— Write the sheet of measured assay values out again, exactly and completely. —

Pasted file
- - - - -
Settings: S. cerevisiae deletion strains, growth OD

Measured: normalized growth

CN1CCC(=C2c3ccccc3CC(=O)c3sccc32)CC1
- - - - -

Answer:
Settings: S. cerevisiae deletion strains, growth OD

Measured: normalized growth

CN1CCC(=C2c3ccccc3CC(=O)c3sccc32)CC1